However, the most interesting one among the emerging alliances is a possible combination of anti-N.C. mainstream politicians and elements associated with the secessionist platform. Informed sources told Frontline that the PDP's Ghulam Hassan Mir had met the once-prominent Shabbir Shah for a series of lunch meetings. What was discussed was not known, but Shah had recently said he would fight the elections if they would help address the problems of Jammu and Kashmir. However, he modified his statement shortly afterwards, claiming that he would only do so if other secessionist politicians, like the APHC centrists, joined the effort. Politicians like Abdul Ghani Lone have told party confidants that they would be willing to contest elections, but only after the Union government announces a major autonomy package for Jammu and Kashmir, granting at least the Kashmir valley something approaching quasi-independent status.

It is unlikely that the Bharatiya Janata Party would be able, or willing, to grant such autonomy. However, should Lone and other APHC centrists come under pressure from the Islamic far Right, they could well drop their preconditions. Indeed, there are some signs that Pakistan's intelligence establishment apprehends such a development. In August, figures within the People's League had sought to replace their head and representative in the APHC executive, Sheikh Aziz, who is close to the Jamaat-e-Islami political chief and prominent hardliner, Syed Ali Shah Geelani. People's League leader Bashir Ahmad Tota, sympathetic to the centrists, had demanded fresh organisational elections, claiming that Aziz was incompetent. However, Aziz returned from an Islamabad trip in May with the support of Pakistan. Tota, informed sources say, was told in no uncertain terms to drop his efforts to replace Aziz. Aziz has now been jailed, again reopening the issue of leadership.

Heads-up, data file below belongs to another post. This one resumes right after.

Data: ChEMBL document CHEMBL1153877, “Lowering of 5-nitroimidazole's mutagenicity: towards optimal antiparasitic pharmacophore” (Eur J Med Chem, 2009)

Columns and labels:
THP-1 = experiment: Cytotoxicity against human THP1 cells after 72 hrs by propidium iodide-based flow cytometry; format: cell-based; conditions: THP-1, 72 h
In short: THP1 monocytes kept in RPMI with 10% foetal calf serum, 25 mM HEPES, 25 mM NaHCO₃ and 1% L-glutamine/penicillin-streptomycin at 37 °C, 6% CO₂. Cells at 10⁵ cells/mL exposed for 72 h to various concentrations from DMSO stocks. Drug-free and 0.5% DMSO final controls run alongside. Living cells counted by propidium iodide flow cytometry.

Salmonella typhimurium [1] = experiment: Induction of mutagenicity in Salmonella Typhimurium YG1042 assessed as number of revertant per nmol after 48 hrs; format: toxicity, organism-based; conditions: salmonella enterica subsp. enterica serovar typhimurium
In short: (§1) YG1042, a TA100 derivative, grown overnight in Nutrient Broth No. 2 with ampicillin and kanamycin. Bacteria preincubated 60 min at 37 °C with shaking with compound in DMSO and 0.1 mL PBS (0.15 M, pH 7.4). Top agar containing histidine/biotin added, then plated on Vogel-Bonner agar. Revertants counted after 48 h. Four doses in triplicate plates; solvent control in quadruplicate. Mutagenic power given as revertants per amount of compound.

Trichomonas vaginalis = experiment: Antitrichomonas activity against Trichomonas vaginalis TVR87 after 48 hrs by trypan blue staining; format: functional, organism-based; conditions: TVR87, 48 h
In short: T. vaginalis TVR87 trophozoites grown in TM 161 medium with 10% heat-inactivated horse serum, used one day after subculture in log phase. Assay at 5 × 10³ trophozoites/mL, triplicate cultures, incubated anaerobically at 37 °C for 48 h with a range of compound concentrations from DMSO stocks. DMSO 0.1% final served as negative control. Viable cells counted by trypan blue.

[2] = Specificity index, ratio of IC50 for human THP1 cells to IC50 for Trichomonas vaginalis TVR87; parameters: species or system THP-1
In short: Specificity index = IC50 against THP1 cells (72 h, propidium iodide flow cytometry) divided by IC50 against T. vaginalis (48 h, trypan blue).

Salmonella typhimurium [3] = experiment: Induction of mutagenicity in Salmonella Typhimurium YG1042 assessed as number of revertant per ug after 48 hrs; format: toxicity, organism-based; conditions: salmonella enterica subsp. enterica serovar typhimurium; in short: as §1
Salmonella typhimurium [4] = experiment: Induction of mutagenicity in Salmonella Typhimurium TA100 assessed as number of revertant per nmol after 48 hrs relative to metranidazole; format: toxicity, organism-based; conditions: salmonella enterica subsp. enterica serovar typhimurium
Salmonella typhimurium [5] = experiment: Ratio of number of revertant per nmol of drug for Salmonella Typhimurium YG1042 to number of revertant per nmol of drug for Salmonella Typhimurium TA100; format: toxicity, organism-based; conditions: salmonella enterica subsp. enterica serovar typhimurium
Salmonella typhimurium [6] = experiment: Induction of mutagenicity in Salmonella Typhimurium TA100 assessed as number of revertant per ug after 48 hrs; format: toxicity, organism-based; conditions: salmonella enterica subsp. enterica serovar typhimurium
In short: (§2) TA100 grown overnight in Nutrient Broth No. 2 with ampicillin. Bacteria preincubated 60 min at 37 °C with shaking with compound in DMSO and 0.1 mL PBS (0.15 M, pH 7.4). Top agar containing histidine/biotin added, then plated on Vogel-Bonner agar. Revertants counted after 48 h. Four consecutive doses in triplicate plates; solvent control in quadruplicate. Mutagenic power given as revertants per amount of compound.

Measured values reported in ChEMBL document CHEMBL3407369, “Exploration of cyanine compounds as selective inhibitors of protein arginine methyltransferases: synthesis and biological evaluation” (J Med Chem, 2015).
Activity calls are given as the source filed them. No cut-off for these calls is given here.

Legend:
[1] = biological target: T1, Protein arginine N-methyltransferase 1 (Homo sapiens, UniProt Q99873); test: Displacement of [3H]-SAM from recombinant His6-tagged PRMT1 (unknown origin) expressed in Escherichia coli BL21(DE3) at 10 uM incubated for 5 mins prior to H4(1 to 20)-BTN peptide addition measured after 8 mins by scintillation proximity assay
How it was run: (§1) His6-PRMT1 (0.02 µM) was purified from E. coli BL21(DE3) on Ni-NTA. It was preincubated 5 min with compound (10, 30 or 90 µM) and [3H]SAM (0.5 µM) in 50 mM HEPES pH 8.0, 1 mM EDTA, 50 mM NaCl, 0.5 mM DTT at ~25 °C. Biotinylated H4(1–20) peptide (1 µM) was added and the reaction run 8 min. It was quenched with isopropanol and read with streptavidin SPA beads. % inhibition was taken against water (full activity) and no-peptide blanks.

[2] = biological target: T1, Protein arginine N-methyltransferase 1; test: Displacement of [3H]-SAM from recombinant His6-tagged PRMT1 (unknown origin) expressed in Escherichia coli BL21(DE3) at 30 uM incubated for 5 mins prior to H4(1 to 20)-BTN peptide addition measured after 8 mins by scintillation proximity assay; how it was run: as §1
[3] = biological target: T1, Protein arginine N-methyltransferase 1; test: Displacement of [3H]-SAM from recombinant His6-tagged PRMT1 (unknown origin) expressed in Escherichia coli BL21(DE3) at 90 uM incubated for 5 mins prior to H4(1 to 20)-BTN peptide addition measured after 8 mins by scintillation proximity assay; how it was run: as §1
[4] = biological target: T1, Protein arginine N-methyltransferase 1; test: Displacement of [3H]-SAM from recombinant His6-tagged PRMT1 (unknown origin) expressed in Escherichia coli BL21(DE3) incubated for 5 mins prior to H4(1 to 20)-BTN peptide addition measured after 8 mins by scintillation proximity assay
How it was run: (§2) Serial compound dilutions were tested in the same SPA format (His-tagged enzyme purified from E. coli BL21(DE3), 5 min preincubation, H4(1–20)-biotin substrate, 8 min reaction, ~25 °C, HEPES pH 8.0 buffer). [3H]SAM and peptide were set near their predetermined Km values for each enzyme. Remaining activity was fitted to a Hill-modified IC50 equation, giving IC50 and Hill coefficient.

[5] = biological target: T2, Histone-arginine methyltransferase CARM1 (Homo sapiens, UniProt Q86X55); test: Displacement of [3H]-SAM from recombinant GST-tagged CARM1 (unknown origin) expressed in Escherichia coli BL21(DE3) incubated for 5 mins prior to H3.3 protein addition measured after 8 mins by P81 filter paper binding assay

HOW plausible is the prospect of a break in the existing structure of secessionist politics in Jammu and Kashmir? Geelani's silence on the attacks in the U.S. and Musharraf's conduct of affairs, has not passed unnoticed. Many believe the revanchist leader, increasingly isolated within the APHC, will seek support elsewhere. His endorsement of the Lashkar-e-Jabbar's threats to attack women who do not wear veils, an action condemned across the board in Jammu and Kashmir, may provide some insight into the shape of things to come. The little-known Lashkar-e-Jabbar, investigators believe, has been put together by former Jamait-ul-Mujahideen operative Ashiq Hussain Fagloo. Fagloo is the husband of Asiya Andrabi, whose extreme right-wing women's organisation, the Dukhtaran-e-Millat, supported the Lashkar-e-Jabbar's acid attacks on women who were not veiled.